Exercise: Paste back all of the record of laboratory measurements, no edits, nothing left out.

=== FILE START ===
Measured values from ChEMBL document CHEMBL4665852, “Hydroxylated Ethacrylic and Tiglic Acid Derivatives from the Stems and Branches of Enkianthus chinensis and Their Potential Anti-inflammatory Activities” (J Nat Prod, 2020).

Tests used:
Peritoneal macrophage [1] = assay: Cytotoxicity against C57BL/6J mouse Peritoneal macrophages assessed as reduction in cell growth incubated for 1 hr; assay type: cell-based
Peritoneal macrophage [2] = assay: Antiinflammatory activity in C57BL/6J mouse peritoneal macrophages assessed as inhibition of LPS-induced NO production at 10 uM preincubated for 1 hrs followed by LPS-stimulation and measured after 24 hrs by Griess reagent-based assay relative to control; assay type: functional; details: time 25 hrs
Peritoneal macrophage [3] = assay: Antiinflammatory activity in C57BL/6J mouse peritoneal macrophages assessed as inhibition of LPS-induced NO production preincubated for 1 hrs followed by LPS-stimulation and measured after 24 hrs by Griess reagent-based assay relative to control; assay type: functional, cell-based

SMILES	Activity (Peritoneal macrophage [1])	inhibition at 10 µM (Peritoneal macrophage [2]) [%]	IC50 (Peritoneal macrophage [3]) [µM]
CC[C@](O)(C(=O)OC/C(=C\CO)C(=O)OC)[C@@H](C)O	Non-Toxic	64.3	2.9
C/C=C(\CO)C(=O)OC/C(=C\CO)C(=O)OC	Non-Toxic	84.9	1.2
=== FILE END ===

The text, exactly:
Measured values from ChEMBL document CHEMBL4665852, “Hydroxylated Ethacrylic and Tiglic Acid Derivatives from the Stems and Branches of Enkianthus chinensis and Their Potential Anti-inflammatory Activities” (J Nat Prod, 2020).

Tests used:
Peritoneal macrophage [1] = assay: Cytotoxicity against C57BL/6J mouse Peritoneal macrophages assessed as reduction in cell growth incubated for 1 hr; assay type: cell-based
Peritoneal macrophage [2] = assay: Antiinflammatory activity in C57BL/6J mouse peritoneal macrophages assessed as inhibition of LPS-induced NO production at 10 uM preincubated for 1 hrs followed by LPS-stimulation and measured after 24 hrs by Griess reagent-based assay relative to control; assay type: functional; details: time 25 hrs
Peritoneal macrophage [3] = assay: Antiinflammatory activity in C57BL/6J mouse peritoneal macrophages assessed as inhibition of LPS-induced NO production preincubated for 1 hrs followed by LPS-stimulation and measured after 24 hrs by Griess reagent-based assay relative to control; assay type: functional, cell-based

SMILES	Activity (Peritoneal macrophage [1])	inhibition at 10 µM (Peritoneal macrophage [2]) [%]	IC50 (Peritoneal macrophage [3]) [µM]
CC[C@](O)(C(=O)OC/C(=C\CO)C(=O)OC)[C@@H](C)O	Non-Toxic	64.3	2.9
C/C=C(\CO)C(=O)OC/C(=C\CO)C(=O)OC	Non-Toxic	84.9	1.2